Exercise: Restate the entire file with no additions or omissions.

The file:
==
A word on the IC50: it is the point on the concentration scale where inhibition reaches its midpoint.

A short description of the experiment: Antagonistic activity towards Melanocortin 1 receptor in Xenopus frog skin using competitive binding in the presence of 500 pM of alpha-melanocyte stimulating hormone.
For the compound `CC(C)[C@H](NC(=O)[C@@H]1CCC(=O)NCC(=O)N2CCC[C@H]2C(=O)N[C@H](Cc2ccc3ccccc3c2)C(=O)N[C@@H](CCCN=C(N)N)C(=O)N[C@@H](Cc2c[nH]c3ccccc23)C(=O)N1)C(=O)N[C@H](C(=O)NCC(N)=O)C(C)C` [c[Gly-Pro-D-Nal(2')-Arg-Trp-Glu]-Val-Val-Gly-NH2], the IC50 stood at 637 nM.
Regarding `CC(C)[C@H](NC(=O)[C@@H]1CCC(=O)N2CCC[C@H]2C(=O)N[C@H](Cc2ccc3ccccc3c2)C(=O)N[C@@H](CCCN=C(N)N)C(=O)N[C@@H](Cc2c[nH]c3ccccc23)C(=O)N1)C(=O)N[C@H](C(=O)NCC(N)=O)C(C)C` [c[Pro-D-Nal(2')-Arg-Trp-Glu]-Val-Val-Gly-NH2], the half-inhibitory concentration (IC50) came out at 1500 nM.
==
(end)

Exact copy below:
A word on the IC50: it is the point on the concentration scale where inhibition reaches its midpoint.

A short description of the experiment: Antagonistic activity towards Melanocortin 1 receptor in Xenopus frog skin using competitive binding in the presence of 500 pM of alpha-melanocyte stimulating hormone.
For the compound `CC(C)[C@H](NC(=O)[C@@H]1CCC(=O)NCC(=O)N2CCC[C@H]2C(=O)N[C@H](Cc2ccc3ccccc3c2)C(=O)N[C@@H](CCCN=C(N)N)C(=O)N[C@@H](Cc2c[nH]c3ccccc23)C(=O)N1)C(=O)N[C@H](C(=O)NCC(N)=O)C(C)C` [c[Gly-Pro-D-Nal(2')-Arg-Trp-Glu]-Val-Val-Gly-NH2], the IC50 stood at 637 nM.
Regarding `CC(C)[C@H](NC(=O)[C@@H]1CCC(=O)N2CCC[C@H]2C(=O)N[C@H](Cc2ccc3ccccc3c2)C(=O)N[C@@H](CCCN=C(N)N)C(=O)N[C@@H](Cc2c[nH]c3ccccc23)C(=O)N1)C(=O)N[C@H](C(=O)NCC(N)=O)C(C)C` [c[Pro-D-Nal(2')-Arg-Trp-Glu]-Val-Val-Gly-NH2], the half-inhibitory concentration (IC50) came out at 1500 nM.